Indianapolis school aims to bridge achievement gap - 13 WTHR Indianapolis

Indianapolis school aims to bridge achievement gap

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Earl Martin Phalen Earl Martin Phalen
INDIANAPOLIS -

Younger students are still getting their bearings with the start of the new school year. But one local school just opened for the first time with the promise of a unique twist on the three R's. The city's newest charter school was inspired by an unlikely union.

The George and Veronica Phalen Leadership Academy was named in honor of an Irish-immigrant couple who saw a staggering statistic about the number of young black men in foster care who end up in the prison system. They wanted to do their part to help and the result is this school and the man who started it.

"At first, it was, oh, my goodness! This is incredible," said Earl Martin Phalen, the school's founder.

Phalen is still in disbelief at how his vision has turned into reality.

"Right now, the passage rate on ISTEP is 54% and that's unacceptable. Children need to master their reading, writing and math skills and children need to be inspired. Our goal is over 90% will be passing the ISTEP reading, writing, computing proficiently, but also have the character, integrity, honesty and empathy towards others," said Phalen.

Right now, the school only has about 300 students grades K through second with plans to go up to 1,000 students through the eighth grade. Jeremy Baugh is the principal.

"This is one of our blended learning labs. For 30 minutes a day in reading and 30 minutes a day in math, scholars come out and work on various programs," said Baugh.

It's a part of a rotation model that allows the scholars time in small groups with the teacher, small groups on their own and that time on the computer, which the teacher can monitor online.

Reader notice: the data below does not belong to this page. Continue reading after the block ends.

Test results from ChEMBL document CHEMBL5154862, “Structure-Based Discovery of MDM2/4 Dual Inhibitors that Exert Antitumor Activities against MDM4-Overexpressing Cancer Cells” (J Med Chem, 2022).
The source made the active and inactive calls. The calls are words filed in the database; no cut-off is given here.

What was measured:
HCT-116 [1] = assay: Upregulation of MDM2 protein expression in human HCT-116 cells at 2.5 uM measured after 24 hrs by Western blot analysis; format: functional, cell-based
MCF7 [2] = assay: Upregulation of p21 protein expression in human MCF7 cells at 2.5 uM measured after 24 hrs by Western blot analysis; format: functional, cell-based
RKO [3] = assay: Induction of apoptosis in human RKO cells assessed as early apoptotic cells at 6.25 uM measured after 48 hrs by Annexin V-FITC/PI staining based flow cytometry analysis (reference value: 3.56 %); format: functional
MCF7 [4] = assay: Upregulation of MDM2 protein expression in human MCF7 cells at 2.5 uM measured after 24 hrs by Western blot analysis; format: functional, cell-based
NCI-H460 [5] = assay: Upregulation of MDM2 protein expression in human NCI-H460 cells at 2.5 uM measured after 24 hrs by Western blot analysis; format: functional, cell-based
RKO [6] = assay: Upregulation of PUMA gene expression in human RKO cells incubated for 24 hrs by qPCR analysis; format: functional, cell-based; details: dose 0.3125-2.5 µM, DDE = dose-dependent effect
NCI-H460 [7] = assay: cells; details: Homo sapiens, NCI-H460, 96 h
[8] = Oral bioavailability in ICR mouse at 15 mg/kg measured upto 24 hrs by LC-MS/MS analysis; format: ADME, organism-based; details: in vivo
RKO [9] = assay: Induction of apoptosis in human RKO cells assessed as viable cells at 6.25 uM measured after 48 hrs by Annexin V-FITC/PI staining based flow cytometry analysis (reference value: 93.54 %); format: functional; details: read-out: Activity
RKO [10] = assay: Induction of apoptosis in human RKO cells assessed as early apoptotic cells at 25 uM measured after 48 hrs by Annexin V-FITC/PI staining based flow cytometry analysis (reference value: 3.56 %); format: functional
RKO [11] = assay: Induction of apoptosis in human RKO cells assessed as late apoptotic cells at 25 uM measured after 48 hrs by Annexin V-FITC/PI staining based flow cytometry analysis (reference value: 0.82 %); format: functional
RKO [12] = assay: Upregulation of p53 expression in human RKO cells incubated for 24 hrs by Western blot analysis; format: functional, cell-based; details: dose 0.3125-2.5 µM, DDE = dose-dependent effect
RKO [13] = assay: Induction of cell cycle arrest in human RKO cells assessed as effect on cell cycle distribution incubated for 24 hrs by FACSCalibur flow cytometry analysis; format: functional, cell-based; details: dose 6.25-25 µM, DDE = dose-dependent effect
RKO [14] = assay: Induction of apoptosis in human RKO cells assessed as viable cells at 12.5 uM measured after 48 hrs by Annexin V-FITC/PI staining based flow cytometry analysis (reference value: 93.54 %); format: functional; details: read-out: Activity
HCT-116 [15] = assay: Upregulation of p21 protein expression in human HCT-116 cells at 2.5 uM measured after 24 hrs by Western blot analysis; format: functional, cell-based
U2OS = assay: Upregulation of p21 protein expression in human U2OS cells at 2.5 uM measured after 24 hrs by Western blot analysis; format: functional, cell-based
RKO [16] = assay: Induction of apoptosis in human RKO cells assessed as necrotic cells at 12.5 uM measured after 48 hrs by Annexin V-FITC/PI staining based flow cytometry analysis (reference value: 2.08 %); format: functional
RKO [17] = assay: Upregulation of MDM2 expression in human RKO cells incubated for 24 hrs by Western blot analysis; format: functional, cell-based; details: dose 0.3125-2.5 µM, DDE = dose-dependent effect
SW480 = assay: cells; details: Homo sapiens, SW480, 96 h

While many schools offer computer education only a couple of times a week. At the Phalen Leadership Academy, they offer it everyday twice a day. It's the top-notch education from the area's best teachers that Phalen almost didn't get as a young man.

"I was in foster care, born of a young mom and I was there for two years and my mom and dad said 'let's adopt' and so they brought me into the Phalen family. I'm the youngest of eight children and have 37 beautiful nieces and nephews," said Phalen.

Even though George and Veronica already had seven biological children of their own, they still had a lot more love to give.

"They absolutely built in me a love for education and understanding that if you know how to read, you can go anywhere," said Phalen.

Phalen did just that, graduating from Yale and Harvard Law School. But instead of practicing law, he wanted to practice compassion in educating our future.

"I love it! I like it! I like my new teacher! I like my new friends!" said Ceciley Cage, a kindergartner.

"I want to be a doctor when I grow up so I can help others," said Nevaeh Hooper, a second grader.

"I stepped outside and saw this sign and felt emotional about what an honor to honor my parents in this way. I feel a huge sense of joy and responsibility," said Phalen.

The Phalen Leadership Academy is a big one with plans to build ten schools in 12 years. The good news for those wanting to get in on the ground floor is that there are still spaces available here.

Phalen Leadership Academy

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